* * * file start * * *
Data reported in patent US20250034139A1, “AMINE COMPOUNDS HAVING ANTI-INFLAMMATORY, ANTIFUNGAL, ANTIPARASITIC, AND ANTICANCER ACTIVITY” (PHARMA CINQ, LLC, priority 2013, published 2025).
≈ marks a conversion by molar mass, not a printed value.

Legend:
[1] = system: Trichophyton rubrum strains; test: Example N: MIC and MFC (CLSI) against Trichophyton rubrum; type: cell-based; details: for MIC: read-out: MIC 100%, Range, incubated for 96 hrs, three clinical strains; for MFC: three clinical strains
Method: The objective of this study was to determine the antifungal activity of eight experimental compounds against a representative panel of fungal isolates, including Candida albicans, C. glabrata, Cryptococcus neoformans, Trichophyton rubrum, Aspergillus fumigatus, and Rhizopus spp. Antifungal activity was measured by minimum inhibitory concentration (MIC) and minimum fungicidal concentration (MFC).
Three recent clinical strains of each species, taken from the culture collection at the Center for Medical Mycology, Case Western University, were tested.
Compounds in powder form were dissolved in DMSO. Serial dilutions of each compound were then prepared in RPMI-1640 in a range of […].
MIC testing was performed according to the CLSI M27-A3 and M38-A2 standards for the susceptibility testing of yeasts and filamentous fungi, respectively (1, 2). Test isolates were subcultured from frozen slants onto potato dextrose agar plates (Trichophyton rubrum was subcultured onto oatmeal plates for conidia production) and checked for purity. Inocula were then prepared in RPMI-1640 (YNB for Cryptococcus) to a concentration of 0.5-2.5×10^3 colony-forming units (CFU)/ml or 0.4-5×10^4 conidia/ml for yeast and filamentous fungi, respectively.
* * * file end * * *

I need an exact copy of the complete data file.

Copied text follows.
Data reported in patent US20250034139A1, “AMINE COMPOUNDS HAVING ANTI-INFLAMMATORY, ANTIFUNGAL, ANTIPARASITIC, AND ANTICANCER ACTIVITY” (PHARMA CINQ, LLC, priority 2013, published 2025).
≈ marks a conversion by molar mass, not a printed value.

Legend:
[1] = system: Trichophyton rubrum strains; test: Example N: MIC and MFC (CLSI) against Trichophyton rubrum; type: cell-based; details: for MIC: read-out: MIC 100%, Range, incubated for 96 hrs, three clinical strains; for MFC: three clinical strains
Method: The objective of this study was to determine the antifungal activity of eight experimental compounds against a representative panel of fungal isolates, including Candida albicans, C. glabrata, Cryptococcus neoformans, Trichophyton rubrum, Aspergillus fumigatus, and Rhizopus spp. Antifungal activity was measured by minimum inhibitory concentration (MIC) and minimum fungicidal concentration (MFC).
Three recent clinical strains of each species, taken from the culture collection at the Center for Medical Mycology, Case Western University, were tested.
Compounds in powder form were dissolved in DMSO. Serial dilutions of each compound were then prepared in RPMI-1640 in a range of […].
MIC testing was performed according to the CLSI M27-A3 and M38-A2 standards for the susceptibility testing of yeasts and filamentous fungi, respectively (1, 2). Test isolates were subcultured from frozen slants onto potato dextrose agar plates (Trichophyton rubrum was subcultured onto oatmeal plates for conidia production) and checked for purity. Inocula were then prepared in RPMI-1640 (YNB for Cryptococcus) to a concentration of 0.5-2.5×10^3 colony-forming units (CFU)/ml or 0.4-5×10^4 conidia/ml for yeast and filamentous fungi, respectively.